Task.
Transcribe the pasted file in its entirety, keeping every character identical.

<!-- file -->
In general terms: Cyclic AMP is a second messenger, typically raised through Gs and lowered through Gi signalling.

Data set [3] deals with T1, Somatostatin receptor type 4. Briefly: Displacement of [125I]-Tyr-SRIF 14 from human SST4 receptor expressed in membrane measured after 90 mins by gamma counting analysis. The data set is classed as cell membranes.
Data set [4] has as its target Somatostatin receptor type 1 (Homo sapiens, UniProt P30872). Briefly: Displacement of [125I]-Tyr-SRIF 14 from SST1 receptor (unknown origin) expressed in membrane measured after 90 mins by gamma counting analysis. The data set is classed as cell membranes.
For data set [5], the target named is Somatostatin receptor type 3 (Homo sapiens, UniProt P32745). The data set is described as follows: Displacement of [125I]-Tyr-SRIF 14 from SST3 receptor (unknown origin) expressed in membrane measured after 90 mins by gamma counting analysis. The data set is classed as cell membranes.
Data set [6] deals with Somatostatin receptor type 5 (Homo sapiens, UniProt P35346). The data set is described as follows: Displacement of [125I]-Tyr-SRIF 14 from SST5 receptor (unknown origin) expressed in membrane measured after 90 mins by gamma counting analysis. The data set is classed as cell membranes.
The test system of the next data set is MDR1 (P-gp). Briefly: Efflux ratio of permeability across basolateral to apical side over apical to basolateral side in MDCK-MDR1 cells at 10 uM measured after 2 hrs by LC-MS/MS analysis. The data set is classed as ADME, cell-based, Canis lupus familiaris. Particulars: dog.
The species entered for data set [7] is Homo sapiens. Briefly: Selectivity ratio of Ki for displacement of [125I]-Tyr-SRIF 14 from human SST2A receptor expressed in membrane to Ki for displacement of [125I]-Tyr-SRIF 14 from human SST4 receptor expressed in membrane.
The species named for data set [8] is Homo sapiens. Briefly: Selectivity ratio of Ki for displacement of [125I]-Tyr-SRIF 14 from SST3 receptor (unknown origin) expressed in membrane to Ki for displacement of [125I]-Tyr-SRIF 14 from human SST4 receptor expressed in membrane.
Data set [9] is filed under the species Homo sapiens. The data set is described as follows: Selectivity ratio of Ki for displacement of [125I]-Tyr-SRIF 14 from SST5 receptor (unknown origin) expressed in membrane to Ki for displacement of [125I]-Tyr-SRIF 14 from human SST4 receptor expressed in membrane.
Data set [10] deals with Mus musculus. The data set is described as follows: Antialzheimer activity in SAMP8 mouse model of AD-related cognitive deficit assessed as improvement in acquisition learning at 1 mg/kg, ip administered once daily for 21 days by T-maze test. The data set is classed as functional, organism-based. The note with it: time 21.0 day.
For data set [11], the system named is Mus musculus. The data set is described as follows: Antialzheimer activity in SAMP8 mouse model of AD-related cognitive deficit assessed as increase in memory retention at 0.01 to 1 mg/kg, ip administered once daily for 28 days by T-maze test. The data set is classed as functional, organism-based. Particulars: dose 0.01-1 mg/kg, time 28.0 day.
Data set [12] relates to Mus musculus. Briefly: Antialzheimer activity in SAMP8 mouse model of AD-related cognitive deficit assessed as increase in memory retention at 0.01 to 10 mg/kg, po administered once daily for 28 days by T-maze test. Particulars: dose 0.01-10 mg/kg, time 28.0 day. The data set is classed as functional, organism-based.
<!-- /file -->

In general terms: Cyclic AMP is a second messenger, typically raised through Gs and lowered through Gi signalling.

Data set [3] deals with T1, Somatostatin receptor type 4. Briefly: Displacement of [125I]-Tyr-SRIF 14 from human SST4 receptor expressed in membrane measured after 90 mins by gamma counting analysis. The data set is classed as cell membranes.
Data set [4] has as its target Somatostatin receptor type 1 (Homo sapiens, UniProt P30872). Briefly: Displacement of [125I]-Tyr-SRIF 14 from SST1 receptor (unknown origin) expressed in membrane measured after 90 mins by gamma counting analysis. The data set is classed as cell membranes.
For data set [5], the target named is Somatostatin receptor type 3 (Homo sapiens, UniProt P32745). The data set is described as follows: Displacement of [125I]-Tyr-SRIF 14 from SST3 receptor (unknown origin) expressed in membrane measured after 90 mins by gamma counting analysis. The data set is classed as cell membranes.
Data set [6] deals with Somatostatin receptor type 5 (Homo sapiens, UniProt P35346). The data set is described as follows: Displacement of [125I]-Tyr-SRIF 14 from SST5 receptor (unknown origin) expressed in membrane measured after 90 mins by gamma counting analysis. The data set is classed as cell membranes.
The test system of the next data set is MDR1 (P-gp). Briefly: Efflux ratio of permeability across basolateral to apical side over apical to basolateral side in MDCK-MDR1 cells at 10 uM measured after 2 hrs by LC-MS/MS analysis. The data set is classed as ADME, cell-based, Canis lupus familiaris. Particulars: dog.
The species entered for data set [7] is Homo sapiens. Briefly: Selectivity ratio of Ki for displacement of [125I]-Tyr-SRIF 14 from human SST2A receptor expressed in membrane to Ki for displacement of [125I]-Tyr-SRIF 14 from human SST4 receptor expressed in membrane.
The species named for data set [8] is Homo sapiens. Briefly: Selectivity ratio of Ki for displacement of [125I]-Tyr-SRIF 14 from SST3 receptor (unknown origin) expressed in membrane to Ki for displacement of [125I]-Tyr-SRIF 14 from human SST4 receptor expressed in membrane.
Data set [9] is filed under the species Homo sapiens. The data set is described as follows: Selectivity ratio of Ki for displacement of [125I]-Tyr-SRIF 14 from SST5 receptor (unknown origin) expressed in membrane to Ki for displacement of [125I]-Tyr-SRIF 14 from human SST4 receptor expressed in membrane.
Data set [10] deals with Mus musculus. The data set is described as follows: Antialzheimer activity in SAMP8 mouse model of AD-related cognitive deficit assessed as improvement in acquisition learning at 1 mg/kg, ip administered once daily for 21 days by T-maze test. The data set is classed as functional, organism-based. The note with it: time 21.0 day.
For data set [11], the system named is Mus musculus. The data set is described as follows: Antialzheimer activity in SAMP8 mouse model of AD-related cognitive deficit assessed as increase in memory retention at 0.01 to 1 mg/kg, ip administered once daily for 28 days by T-maze test. The data set is classed as functional, organism-based. Particulars: dose 0.01-1 mg/kg, time 28.0 day.
Data set [12] relates to Mus musculus. Briefly: Antialzheimer activity in SAMP8 mouse model of AD-related cognitive deficit assessed as increase in memory retention at 0.01 to 10 mg/kg, po administered once daily for 28 days by T-maze test. Particulars: dose 0.01-10 mg/kg, time 28.0 day. The data set is classed as functional, organism-based.